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POETICAL EXCURSION #6

“Uphill”, by Christina Georgina Rossetti (1830-1894).

Does the road wind uphill all the way?

Yes, to the very end.

Will the day’s journey take the whole long day?

From morn to night, my friend.

But is there for the night a resting-place?

A roof for when the slow, dark hours begin.

May not the darkness hide it from my face?

You cannot miss that inn.

Shall I meet other wayfarers at night?

Those who have gone before.

Then must I knock, or call when just in sight?

They will not keep you waiting at that door.

Shall I find comfort, travel-sore and weak?

Of labour you shall find the sum.

Will there be beds for me and all who seek?

Yea, beds for all who come.

:: This poem, seemingly a series of questions by a traveler and the answers by one who has traveled, is a lovely and moving meditation on death and its relation to life. Each answer given by the secondary speaker builds on the sense of inevitability that the young traveler must reach this particular destination — in fact, he cannot avoid it: You cannot miss that inn. More interesting, though, than this sense of the inevitability of death is the sense that death is not to be feared; we are instead to find comfort and solace in death. Rossetti employs imagery throughout the poem implying that death is a welcome refuge after a long, hard journey. It is the world that is to be feared and turned from, in the end. Death will provide a roof and an inn, and there will be comradery in the welcome we find by Those who have gone before. Life, Rossetti tells us, is a long journey, lasting From morn to night, and death is not an end to be feared but a rest to be earned and welcomed. The juxtaposition of fatalism and optimism fascinates.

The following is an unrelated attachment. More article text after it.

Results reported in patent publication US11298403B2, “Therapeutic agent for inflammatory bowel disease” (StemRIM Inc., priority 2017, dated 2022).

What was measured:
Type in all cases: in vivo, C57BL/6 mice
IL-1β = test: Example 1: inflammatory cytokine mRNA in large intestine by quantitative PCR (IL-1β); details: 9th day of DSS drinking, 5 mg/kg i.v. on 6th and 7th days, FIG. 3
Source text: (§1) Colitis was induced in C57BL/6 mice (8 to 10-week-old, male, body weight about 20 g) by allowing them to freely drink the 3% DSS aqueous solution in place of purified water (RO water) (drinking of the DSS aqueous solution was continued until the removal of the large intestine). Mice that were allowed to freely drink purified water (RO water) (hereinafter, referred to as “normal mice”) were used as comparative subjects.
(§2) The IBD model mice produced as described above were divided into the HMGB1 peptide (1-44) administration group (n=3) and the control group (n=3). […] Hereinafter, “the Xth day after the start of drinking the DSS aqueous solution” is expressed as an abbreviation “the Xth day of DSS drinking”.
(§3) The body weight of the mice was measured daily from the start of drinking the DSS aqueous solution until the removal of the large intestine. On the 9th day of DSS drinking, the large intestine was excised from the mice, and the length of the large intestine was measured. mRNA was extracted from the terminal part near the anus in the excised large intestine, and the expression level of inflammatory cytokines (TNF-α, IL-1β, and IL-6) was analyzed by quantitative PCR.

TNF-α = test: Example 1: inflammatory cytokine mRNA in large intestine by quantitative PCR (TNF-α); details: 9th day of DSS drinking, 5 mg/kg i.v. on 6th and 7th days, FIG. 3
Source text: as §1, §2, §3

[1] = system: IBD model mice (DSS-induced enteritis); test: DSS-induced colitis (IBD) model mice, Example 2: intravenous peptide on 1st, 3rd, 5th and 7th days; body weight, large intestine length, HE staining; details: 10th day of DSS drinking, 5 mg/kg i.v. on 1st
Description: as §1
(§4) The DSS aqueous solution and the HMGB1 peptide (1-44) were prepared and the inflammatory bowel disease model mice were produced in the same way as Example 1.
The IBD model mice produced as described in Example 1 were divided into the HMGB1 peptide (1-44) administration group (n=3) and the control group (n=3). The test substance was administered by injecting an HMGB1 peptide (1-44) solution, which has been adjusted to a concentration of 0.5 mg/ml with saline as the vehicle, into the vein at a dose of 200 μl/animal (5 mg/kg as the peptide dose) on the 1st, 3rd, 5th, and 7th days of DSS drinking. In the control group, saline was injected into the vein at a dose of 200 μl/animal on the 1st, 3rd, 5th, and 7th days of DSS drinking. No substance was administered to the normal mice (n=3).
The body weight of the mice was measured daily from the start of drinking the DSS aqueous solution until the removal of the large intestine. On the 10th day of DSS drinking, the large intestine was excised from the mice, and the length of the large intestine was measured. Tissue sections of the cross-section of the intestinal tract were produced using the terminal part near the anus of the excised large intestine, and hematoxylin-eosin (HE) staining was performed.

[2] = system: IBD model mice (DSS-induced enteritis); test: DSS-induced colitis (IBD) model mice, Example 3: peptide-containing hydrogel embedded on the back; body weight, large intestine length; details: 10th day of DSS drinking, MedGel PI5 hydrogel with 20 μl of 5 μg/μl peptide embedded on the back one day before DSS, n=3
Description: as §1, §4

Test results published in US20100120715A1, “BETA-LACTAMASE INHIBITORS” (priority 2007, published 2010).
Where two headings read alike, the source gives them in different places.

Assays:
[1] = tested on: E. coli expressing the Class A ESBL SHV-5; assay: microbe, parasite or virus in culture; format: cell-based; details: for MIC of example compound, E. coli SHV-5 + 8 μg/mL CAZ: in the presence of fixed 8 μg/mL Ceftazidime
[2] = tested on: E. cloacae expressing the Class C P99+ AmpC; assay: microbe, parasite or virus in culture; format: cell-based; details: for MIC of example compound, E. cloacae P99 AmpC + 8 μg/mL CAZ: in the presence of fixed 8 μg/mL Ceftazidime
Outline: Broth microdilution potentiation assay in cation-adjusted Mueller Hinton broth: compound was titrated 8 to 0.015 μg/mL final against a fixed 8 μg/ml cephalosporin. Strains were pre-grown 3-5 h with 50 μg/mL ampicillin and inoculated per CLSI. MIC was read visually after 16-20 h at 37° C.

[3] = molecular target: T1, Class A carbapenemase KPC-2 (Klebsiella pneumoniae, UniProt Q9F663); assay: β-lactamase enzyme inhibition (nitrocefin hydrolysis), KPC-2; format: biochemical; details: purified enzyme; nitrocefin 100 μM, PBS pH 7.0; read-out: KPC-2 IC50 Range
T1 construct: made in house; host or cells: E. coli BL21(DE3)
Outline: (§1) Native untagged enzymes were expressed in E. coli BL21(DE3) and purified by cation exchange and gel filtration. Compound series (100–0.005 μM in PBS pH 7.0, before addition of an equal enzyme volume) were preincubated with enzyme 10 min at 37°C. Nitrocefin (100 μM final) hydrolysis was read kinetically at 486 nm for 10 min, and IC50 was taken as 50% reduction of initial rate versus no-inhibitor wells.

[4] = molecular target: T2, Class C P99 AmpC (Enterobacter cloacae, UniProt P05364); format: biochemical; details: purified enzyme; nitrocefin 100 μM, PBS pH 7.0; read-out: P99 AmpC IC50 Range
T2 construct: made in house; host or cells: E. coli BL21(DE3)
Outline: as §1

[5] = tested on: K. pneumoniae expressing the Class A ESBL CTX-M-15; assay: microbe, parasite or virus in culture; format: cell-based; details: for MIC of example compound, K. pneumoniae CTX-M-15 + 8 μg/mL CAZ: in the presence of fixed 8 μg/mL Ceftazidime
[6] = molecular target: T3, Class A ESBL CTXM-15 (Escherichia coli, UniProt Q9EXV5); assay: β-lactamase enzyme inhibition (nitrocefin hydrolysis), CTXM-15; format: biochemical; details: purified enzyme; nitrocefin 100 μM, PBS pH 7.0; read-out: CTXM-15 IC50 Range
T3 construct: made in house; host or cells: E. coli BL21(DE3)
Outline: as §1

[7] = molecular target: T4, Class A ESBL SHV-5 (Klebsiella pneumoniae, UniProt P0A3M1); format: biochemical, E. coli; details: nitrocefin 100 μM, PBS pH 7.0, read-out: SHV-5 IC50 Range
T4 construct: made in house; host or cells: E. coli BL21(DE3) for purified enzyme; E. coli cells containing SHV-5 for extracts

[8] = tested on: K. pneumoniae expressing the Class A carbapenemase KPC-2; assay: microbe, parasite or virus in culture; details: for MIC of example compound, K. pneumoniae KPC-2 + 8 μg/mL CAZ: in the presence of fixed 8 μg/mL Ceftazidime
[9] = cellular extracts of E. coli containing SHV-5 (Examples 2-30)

Another interesting question about this work is: Who is the second speaker, the person giving the answers? At first glance, we suspect someone old and weary at life, precisely the kind of person who would welcome death. But there are another possibilities: that the Answerer is actually himself one of the dead, who is telling someone soon to die not to be fearful. Or perhaps it is even God, seeking to reassure a fearful worshipper.

(NOTE: I’ve added permalinks at left to the other Poetical Excursions, and I am planning to do these more than once per month. The composer Robert Schumann once wrote that young musicians should “read industriously from the poets”; this is something that I am trying to do. Reading poetry shows us what wonders are possible in language.)

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2 Responses to Untitled Post

  1. Anonymous says:

    great work

  2. Anonymous says:

    your analysis of this poem has really helped me. thank you so much for your work.

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